With CO2 emissions continuing to grow in the transport sector, EU institutions are looking at renewables such as biofuels to decarbonise the mobility sector. Currently, a number of directives regulate the use of biofuels in the EU, among them the "Renewable Energy Directive" (RED) and the "Fuel Quality Directive" (FQD). In November 2016, the European Commission proposed - as part of its energy and climate goals strategy - a revised Renewable Energy Directive (commonly referred to as "REDII"). REDII stipulates that, by 2030, at least 27% of all the energy used in the EU have to be produced from renewable sources. In January 2018, the EU Parliament recognized the need for advanced biofuels produced from agricultural residues in order to reduce greenhouse gas emissions in transportation. A vote was taken calling for a specific 12% target for renewables in the transport sector by 2030, 10% of which should come from advanced biofuels and other low-carbon fuels. This proposal of the EU Parliament sets the right direction for creating a stable and predictable business environment in order to trigger investments in advanced biofuel production within the EU. If the proposal prevails in the negotiations with the Council of Ministers and the European Commission, it will bring many benefits: significant greenhouse gas savings, the creation of thousands of new green jobs and a sustainable and competitive source of domestic renewable energy for the EU.
SUNLIQUID® – COMPETITIVE AND SUSTAINABLE CELLULOSIC ETHANOL
Advanced biofuels such as cellulosic ethanol can be used in today’s car fleet within the current energy infrastructure. The technology for the production of cellulosic ethanol is mature. One example for such an innovative technology is Clariant’s sunliquid® process. Sunliquid®-based cellulosic ethanol achieves CO2 emission savings of up to 95% compared with fossil fuels. The co-product lignin from the process is used for renewable energy production and the vinasse for soil fertilization, which makes the process energy self-sufficient and highly sustainable and provides a tangible example of a circular economy.
In October 2017, Clariant announced its plans to invest in a new full-scale commercial flagship production plant for cellulosic ethanol made from agricultural residues based on the sunliquid® technology. The new plant with an annual production capacity of 50,000 tons cellulosic ethanol will be built in a rural area in the southwest of Romania. At full capacity, it will process 250,000 tons of agricultural residues like straw annually, which will be sourced from local farmers. Tapping into the full potential of plants, the sunliquid® process makes use of currently underutilized inedible biomass and thus contributes to optimizing the efficiency and sustainability of biofuels. The use of agricultural residues in the immediate vicinity promotes local fuel production. Furthermore, it creates green jobs and economic growth in predominantly rural areas that might be struggling with underemployment and economic downturn.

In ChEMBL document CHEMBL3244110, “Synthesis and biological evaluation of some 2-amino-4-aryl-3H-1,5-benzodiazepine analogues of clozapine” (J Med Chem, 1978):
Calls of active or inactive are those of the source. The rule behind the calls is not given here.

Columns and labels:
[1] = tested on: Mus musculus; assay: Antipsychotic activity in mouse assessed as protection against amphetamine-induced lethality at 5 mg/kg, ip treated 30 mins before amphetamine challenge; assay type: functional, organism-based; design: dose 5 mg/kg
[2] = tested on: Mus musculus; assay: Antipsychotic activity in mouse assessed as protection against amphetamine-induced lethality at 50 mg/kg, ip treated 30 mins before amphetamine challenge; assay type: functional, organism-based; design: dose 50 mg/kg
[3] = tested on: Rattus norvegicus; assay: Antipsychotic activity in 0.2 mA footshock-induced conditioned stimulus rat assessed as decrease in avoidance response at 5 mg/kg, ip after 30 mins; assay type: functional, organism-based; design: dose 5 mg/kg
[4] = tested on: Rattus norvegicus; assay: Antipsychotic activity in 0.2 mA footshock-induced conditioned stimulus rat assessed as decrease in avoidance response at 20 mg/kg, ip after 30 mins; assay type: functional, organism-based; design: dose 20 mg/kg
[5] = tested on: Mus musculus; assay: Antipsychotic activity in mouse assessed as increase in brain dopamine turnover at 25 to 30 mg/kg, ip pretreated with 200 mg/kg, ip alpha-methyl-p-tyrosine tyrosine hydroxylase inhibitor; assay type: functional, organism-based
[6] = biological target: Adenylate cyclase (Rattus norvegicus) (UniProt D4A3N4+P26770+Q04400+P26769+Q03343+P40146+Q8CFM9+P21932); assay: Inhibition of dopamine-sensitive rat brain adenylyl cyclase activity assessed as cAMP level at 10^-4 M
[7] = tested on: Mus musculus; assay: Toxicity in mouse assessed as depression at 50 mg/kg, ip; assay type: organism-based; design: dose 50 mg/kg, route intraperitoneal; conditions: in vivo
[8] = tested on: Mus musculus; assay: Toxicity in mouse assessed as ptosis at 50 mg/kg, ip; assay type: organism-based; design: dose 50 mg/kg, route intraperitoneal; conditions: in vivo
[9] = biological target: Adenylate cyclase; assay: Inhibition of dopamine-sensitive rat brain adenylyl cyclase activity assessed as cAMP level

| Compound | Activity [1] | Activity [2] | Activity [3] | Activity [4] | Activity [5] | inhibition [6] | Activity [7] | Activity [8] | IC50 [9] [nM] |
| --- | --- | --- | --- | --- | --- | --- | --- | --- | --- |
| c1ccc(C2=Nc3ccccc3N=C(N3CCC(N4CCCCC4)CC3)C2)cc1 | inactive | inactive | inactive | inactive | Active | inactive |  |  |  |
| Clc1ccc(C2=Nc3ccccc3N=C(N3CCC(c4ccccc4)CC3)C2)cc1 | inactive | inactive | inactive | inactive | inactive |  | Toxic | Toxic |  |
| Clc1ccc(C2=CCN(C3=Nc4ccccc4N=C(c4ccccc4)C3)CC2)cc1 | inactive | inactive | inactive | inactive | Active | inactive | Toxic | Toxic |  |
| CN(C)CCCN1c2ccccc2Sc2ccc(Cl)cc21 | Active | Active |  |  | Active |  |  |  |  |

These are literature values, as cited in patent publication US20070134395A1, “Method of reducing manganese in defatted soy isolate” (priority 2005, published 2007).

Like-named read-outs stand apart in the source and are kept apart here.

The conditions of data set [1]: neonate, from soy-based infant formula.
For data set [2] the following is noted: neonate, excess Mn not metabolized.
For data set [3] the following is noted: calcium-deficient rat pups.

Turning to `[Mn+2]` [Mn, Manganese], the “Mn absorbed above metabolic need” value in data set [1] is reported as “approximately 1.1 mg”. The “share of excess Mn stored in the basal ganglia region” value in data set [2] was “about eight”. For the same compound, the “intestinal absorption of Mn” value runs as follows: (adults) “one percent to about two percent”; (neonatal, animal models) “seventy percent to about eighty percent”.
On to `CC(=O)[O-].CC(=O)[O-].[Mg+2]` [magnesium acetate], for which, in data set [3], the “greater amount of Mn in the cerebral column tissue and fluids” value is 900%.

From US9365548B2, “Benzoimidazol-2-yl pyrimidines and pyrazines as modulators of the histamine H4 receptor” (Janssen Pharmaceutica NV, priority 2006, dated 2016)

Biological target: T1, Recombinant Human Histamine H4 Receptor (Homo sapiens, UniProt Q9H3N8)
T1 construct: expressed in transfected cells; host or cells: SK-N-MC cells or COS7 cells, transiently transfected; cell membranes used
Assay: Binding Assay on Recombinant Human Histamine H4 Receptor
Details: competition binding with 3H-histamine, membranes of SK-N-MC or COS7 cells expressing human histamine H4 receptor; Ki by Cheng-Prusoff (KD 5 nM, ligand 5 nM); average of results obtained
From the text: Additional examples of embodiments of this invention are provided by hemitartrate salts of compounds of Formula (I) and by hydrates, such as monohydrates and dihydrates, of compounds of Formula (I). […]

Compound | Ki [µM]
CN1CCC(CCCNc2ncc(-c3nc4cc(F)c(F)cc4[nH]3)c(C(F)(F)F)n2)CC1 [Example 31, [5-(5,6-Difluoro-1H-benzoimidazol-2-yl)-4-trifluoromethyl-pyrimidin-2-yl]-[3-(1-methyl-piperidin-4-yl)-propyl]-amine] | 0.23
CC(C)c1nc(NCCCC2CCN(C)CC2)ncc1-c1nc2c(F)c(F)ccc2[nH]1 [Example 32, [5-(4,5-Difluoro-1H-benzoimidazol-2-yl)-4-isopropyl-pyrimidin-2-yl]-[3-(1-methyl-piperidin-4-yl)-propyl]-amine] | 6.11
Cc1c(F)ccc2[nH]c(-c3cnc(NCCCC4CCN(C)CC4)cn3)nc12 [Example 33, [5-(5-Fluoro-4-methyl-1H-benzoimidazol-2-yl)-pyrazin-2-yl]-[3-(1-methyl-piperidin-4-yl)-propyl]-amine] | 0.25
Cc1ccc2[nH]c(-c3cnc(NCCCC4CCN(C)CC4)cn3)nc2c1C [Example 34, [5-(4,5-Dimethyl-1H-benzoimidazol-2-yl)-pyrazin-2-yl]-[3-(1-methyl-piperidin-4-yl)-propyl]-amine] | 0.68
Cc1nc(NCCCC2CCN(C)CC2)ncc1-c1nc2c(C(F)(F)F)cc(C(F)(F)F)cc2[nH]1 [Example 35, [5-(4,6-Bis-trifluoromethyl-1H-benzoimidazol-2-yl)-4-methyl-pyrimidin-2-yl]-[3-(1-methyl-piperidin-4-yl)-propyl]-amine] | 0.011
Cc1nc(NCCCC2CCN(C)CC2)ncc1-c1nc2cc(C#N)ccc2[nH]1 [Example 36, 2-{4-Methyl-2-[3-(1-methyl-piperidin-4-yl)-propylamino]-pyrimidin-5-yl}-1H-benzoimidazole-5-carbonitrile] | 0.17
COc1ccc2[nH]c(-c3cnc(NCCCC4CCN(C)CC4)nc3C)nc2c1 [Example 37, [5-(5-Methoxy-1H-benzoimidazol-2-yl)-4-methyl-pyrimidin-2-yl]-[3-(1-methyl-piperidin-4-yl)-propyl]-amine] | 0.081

Clariant's flagship plant shows that the production of advanced biofuels provides many benefits. In the upcoming negotiations on REDII, it is essential that the EU institutions agree on a binding target for advanced biofuels for 2030, to make headway in decarbonising transportation and reach global climate protection goals. This will also create a strong framework for investments in sustainable, innovative technologies and production facilities in the EU.
Dr. Markus Rarbach
Head of Business Line Biofuels & Derivatives
Clariant Produkte (Deutschland) GmbH
T: +49 (0)89 710 661 0
email: E: firstname.lastname@example.org
This article has been published within the framework of the EU project SUNLIQUID which receives funding from the European Union's Seventh Framework Programme (FP7/2007-2013) under grant agreement no. 322386.